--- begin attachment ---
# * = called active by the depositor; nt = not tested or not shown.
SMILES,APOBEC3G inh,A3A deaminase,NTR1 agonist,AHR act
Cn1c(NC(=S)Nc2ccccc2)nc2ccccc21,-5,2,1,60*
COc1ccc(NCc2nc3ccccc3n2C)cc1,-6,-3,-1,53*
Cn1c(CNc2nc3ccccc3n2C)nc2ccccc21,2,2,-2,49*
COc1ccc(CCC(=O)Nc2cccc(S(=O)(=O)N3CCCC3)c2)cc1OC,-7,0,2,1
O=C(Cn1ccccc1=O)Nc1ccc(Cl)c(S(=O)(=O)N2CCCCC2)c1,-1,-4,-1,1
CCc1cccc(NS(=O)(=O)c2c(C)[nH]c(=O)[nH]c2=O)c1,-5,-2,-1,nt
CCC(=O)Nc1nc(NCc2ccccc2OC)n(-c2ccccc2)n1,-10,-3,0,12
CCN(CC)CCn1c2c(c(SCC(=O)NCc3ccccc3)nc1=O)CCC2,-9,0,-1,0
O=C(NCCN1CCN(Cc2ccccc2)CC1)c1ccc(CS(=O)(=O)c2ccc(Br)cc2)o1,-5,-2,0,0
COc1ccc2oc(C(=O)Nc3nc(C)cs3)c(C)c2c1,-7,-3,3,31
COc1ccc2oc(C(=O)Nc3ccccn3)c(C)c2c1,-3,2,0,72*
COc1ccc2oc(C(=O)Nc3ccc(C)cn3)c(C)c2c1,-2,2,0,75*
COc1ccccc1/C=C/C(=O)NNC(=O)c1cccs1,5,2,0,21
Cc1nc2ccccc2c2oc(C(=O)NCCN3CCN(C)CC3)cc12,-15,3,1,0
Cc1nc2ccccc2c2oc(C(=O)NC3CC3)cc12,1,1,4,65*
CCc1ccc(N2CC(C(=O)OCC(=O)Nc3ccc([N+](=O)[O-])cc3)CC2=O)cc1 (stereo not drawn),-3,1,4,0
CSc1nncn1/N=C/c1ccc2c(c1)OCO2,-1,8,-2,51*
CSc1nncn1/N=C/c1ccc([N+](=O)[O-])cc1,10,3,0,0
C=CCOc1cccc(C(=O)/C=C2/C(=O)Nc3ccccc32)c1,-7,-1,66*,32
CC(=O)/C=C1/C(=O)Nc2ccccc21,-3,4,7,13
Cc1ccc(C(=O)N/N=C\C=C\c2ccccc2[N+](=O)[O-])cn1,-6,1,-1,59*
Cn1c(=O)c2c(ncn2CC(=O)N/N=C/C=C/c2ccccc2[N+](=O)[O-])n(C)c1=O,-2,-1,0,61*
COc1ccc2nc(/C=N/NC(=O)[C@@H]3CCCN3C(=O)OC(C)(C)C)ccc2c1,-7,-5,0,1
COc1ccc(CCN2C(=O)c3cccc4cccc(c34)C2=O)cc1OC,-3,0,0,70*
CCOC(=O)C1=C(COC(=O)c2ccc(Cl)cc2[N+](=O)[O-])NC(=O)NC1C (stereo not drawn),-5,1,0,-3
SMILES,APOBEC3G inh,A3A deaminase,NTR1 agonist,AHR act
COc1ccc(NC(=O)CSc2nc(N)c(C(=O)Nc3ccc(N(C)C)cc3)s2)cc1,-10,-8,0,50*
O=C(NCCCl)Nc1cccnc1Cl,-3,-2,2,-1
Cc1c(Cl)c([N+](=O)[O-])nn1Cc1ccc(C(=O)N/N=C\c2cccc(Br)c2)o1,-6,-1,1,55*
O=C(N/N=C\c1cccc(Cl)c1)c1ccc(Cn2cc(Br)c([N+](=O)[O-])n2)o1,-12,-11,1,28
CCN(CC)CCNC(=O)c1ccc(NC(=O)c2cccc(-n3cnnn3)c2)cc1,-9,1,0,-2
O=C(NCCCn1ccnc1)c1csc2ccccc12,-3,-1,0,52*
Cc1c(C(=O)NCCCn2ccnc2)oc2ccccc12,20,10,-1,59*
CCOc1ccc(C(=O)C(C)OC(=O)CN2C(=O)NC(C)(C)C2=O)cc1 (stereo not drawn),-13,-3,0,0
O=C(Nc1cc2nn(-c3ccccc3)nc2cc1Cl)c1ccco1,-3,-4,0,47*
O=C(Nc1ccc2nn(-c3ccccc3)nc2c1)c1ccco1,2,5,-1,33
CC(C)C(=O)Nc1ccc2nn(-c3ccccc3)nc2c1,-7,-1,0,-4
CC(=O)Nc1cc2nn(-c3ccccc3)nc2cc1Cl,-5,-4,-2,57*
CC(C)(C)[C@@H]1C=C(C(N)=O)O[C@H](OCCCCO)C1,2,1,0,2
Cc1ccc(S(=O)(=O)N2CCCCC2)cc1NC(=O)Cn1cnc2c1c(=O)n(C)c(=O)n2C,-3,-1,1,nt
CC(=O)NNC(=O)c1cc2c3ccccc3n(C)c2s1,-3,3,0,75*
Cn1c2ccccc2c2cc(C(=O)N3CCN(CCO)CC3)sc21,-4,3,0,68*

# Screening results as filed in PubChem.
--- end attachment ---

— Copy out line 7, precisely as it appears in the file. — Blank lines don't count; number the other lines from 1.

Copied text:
O=C(Cn1ccccc1=O)Nc1ccc(Cl)c(S(=O)(=O)N2CCCCC2)c1,-1,-4,-1,1